In a statement, a Snap Inc. spokesperson said the company’s employees are “devastated for the families who have suffered unimaginable losses” and are “working tirelessly to combat this national crisis by weeding illegal drug dealers from our platform.” “. The spokesperson said the company uses “advanced technology to proactively detect and shut down drug dealers who attempt to abuse our platform and to block search results for dangerous drug-related content.”

In June 2021 Neville, Chapman, Berman and other parents participated in protests across the country, including outside of Snapchat’s Santa Monica, California offices, urging the company to allow third-party parental monitoring software like Bark to access Snapchat chats.

Bark, which has been criticized by some privacy advocates and lawmakers, monitors content on a child’s phone and warns parents about potentially dangerous or inappropriate content, including talk about drugs, but Snapchat doesn’t allow Bark or similar apps to access its chat monitoring feature. That would change if Sammy’s law were passed, requiring major social media companies to open up to any parental monitoring software registered with the Federal Trade Commission.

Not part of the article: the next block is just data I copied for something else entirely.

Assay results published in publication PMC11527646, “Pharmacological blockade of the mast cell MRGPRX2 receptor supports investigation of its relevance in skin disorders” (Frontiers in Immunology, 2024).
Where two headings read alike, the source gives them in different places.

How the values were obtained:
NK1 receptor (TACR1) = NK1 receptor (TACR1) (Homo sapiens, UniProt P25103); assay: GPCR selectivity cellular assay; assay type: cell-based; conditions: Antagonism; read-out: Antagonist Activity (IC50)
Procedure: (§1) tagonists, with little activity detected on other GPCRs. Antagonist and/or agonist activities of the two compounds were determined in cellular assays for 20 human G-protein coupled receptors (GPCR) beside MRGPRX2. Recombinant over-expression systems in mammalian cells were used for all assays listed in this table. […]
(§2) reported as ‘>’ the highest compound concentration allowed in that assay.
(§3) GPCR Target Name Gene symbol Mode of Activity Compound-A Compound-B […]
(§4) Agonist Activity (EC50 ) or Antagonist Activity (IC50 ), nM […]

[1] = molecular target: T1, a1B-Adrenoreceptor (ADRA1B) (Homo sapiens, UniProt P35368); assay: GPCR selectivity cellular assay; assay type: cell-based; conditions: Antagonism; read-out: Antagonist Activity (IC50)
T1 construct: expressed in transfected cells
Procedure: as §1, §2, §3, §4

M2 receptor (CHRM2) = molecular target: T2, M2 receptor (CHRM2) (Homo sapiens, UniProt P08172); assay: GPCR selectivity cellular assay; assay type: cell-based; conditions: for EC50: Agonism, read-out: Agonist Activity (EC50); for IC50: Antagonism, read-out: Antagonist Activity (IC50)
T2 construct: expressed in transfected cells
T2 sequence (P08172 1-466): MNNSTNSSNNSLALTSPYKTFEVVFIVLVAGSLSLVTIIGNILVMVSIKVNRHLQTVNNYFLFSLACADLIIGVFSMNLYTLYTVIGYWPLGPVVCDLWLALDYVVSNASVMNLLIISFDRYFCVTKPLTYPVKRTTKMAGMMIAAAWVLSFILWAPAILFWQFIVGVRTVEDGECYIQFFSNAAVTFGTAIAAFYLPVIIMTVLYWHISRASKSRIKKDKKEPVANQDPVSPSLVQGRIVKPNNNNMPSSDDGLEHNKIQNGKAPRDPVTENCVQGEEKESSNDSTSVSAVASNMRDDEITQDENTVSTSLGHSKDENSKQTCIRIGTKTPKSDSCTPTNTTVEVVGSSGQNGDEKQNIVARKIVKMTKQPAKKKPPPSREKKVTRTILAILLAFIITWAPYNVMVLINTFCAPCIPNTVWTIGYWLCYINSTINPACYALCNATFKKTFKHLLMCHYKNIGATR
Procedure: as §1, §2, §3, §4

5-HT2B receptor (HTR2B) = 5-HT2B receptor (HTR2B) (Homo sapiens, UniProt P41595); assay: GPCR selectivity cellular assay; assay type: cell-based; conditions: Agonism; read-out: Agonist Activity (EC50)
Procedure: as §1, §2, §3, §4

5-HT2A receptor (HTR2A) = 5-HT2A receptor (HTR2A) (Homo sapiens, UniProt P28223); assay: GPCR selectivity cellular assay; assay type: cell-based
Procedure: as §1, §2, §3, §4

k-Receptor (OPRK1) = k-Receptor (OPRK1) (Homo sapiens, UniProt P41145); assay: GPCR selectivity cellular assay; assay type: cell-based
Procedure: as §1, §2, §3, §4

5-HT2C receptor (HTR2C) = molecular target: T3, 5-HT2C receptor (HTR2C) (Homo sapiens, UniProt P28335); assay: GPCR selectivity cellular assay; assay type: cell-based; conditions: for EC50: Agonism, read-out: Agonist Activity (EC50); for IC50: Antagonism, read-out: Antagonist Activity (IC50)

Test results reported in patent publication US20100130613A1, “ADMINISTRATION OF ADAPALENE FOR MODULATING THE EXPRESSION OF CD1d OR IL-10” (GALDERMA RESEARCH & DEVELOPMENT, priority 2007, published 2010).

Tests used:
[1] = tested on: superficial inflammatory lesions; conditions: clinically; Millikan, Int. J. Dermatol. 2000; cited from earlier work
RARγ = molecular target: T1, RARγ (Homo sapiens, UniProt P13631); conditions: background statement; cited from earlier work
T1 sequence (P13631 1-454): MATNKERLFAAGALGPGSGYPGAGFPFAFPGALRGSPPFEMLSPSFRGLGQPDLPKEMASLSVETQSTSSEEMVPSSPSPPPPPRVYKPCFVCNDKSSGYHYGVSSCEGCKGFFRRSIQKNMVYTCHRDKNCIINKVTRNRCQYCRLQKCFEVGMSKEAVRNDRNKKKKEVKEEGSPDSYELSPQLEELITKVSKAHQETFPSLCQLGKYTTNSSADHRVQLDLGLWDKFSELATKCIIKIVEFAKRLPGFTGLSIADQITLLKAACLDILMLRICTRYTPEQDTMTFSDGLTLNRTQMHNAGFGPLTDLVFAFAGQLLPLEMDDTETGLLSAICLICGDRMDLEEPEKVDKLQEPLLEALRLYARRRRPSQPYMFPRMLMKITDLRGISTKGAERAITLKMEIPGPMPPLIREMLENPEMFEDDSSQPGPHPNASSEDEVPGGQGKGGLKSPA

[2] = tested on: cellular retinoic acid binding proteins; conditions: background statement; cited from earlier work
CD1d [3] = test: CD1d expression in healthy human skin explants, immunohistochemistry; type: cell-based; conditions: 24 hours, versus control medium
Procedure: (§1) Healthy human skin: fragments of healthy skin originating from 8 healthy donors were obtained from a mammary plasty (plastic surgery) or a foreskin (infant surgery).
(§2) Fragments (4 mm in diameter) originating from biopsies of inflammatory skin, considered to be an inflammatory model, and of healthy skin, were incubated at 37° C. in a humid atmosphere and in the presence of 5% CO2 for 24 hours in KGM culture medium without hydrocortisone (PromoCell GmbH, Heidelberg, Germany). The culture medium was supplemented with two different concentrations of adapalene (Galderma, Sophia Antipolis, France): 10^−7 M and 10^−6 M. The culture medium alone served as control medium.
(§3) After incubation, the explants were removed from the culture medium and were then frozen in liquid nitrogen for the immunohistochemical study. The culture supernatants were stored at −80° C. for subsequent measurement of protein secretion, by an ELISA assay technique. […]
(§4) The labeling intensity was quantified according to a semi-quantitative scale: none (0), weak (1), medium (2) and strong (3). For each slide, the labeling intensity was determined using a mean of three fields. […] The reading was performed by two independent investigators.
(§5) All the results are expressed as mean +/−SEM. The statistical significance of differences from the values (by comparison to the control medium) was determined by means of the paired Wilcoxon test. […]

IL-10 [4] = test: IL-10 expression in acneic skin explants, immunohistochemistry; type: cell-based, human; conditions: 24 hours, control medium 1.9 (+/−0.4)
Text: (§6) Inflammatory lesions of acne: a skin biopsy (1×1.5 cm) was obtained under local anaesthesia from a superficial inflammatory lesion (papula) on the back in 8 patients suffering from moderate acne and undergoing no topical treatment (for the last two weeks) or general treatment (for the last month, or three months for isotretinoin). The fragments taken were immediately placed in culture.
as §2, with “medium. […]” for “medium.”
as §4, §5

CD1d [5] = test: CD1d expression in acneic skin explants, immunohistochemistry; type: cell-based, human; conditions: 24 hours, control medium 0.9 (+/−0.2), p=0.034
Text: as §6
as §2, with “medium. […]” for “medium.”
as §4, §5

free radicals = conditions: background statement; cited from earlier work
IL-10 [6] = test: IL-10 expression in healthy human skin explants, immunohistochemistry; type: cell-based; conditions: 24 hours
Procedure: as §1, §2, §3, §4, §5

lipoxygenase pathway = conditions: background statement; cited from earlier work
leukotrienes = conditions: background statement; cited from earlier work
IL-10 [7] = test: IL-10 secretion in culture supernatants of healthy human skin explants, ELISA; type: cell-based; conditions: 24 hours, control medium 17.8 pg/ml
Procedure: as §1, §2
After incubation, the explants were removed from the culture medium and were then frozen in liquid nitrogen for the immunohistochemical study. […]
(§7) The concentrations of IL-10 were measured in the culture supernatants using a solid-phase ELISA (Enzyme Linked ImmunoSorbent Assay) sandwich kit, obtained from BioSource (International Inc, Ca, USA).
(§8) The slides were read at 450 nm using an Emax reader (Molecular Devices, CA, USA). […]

According to the parents who spoke to NBC News, Snap’s response to their inquiries wasn’t sufficient to address their concerns. The parents say they turned to political activism as social media companies failed to live up to their expectations.

In addition to federal legislation, many parents have been involved in movements to create state-level social media legislation.